Let's set the scene here. You're a homeowner on a street with a chronic speeding problem. Short of "accidentally" dropping a box of roofing nails in the street, there's not much recourse. You could pester the local constabulary to park one of their radar trailers in your neighborhood to remind folks they're speeding; or better yet, station one of their servants there on a regular basis to write tickets. That won't be much help if one of the egregious speeders is part of the thin blue line that separates order from chaos.

A Georgia couple trying to keep speeds down for the safety of their son opted to set up their own speeding sting. Lee and Teresa Sipple mounted a radar unit and three video cameras outside their home in hopes of reminding neighbors to drive carefully. They managed to nab local officer Richard Perrone doing nearly 20 MPH over the limit. Possibly suffering from injured pride, a guilty conscience or a sense of self-righteous indignation, Perrone went whining to the local authorities when he was one-upped at his own game. The Sipples, in turn, received a visit from the police alerting them that Perrone intended to press charges for stalking and had filed a warrant application for their arrest. Whiner.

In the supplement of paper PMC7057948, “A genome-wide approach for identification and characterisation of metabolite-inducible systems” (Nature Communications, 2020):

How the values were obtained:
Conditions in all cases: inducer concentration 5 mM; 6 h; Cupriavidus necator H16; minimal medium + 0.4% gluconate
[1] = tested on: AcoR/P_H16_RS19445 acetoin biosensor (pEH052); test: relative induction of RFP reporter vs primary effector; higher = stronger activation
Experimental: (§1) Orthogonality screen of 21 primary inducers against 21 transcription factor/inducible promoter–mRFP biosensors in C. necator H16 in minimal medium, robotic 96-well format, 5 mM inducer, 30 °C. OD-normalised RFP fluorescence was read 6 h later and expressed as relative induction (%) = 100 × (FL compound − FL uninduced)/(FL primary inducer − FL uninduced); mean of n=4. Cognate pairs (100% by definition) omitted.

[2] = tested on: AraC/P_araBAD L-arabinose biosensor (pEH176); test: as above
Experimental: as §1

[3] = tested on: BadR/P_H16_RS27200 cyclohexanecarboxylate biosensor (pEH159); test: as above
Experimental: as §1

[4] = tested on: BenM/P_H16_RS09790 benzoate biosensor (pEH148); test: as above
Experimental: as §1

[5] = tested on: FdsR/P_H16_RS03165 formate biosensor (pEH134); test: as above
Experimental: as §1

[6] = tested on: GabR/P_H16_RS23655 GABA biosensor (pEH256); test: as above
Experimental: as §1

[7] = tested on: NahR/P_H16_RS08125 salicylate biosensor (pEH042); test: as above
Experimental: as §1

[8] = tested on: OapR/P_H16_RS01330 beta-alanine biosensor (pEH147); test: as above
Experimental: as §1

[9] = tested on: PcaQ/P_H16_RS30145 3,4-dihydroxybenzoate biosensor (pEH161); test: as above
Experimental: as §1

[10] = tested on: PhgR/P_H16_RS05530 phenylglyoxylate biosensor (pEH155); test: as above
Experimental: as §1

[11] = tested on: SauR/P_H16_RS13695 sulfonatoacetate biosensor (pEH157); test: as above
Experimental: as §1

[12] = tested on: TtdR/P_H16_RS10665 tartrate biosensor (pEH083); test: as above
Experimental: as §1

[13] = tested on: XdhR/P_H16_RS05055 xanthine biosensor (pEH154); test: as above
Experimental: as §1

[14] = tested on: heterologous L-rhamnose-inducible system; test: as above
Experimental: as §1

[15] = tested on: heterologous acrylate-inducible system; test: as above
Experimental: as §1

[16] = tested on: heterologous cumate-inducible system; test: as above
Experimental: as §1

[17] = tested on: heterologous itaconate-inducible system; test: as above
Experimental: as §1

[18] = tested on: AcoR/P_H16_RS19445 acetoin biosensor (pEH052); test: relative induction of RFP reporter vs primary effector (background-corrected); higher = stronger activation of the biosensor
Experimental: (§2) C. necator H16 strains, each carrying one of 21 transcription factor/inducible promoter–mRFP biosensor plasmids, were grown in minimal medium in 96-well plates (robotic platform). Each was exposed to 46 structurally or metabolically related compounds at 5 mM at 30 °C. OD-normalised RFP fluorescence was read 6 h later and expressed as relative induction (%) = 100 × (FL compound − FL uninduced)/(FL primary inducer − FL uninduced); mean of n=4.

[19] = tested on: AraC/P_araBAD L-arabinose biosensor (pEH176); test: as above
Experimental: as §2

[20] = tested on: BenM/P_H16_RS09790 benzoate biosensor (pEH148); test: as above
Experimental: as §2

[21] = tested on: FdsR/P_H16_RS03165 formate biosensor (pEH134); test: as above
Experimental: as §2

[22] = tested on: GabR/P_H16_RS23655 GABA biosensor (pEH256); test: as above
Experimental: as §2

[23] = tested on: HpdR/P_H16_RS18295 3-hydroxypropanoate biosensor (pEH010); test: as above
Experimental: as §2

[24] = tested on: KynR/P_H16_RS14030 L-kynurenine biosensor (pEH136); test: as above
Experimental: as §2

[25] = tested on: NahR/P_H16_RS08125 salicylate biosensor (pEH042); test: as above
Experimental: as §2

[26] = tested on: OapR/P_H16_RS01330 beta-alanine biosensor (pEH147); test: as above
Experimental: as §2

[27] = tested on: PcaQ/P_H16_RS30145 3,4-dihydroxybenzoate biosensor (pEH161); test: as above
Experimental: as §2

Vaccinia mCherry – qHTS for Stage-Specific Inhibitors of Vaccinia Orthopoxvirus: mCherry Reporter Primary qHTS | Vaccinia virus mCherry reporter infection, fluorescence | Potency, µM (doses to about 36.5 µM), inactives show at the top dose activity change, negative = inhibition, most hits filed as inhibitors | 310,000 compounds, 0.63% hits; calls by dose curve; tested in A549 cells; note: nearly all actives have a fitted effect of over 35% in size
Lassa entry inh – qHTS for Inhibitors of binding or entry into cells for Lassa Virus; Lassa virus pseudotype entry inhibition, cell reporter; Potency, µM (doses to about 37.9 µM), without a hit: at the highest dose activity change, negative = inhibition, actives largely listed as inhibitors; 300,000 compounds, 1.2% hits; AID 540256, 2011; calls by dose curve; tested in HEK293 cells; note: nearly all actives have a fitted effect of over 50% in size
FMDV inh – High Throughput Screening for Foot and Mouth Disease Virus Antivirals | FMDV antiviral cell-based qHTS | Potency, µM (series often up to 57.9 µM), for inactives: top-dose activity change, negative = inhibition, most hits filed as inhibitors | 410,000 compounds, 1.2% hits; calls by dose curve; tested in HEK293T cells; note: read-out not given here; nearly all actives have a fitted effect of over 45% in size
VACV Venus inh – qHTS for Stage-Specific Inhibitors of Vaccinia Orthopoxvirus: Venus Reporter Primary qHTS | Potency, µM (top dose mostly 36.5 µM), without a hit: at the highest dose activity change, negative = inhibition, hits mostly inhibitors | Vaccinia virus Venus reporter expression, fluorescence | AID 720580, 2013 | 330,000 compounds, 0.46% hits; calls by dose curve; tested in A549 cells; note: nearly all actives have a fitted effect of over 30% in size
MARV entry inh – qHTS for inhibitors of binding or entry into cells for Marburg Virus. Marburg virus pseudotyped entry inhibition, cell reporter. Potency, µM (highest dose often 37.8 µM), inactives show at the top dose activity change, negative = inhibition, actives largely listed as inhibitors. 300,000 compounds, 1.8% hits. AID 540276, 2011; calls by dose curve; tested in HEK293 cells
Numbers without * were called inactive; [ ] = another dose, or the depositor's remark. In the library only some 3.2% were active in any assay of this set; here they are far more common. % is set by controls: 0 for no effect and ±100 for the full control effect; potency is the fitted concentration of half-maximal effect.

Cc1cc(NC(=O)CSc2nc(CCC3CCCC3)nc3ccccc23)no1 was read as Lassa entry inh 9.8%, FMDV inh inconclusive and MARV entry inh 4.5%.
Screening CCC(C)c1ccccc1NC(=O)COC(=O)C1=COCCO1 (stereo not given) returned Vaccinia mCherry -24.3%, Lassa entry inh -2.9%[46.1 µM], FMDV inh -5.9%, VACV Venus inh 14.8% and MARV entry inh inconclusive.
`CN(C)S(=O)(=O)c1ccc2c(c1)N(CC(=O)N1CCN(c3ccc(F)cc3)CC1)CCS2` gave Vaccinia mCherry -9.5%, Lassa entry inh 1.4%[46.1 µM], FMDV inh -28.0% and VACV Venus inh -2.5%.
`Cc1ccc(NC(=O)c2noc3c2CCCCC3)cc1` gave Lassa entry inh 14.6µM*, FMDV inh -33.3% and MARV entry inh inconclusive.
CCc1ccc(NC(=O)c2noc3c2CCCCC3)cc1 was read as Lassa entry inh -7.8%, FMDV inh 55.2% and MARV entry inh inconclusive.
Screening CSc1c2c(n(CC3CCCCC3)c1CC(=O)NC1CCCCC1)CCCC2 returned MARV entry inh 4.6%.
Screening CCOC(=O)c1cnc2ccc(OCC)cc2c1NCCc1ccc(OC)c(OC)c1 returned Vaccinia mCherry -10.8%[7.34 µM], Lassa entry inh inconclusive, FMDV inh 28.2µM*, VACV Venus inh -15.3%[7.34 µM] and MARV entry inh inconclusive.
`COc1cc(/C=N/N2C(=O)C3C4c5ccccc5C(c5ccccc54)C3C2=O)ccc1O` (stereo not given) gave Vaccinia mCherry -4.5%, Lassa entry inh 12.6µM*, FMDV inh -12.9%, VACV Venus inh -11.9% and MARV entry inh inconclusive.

This is like a home invader suing you for shooting his larcenous ass. Where's the sense of accountability? Perrone got what he deserved for flouting the very statutes he's entrusted with enforcing. Before we get too indignant, Perrone has had a change of heart and withdrawn his complaint. We wonder if he's had a change of heart, or if more subtle harrassment tactics than arrest warrants will be more satisfying?

[Source: Daily Tribune News via Digg]

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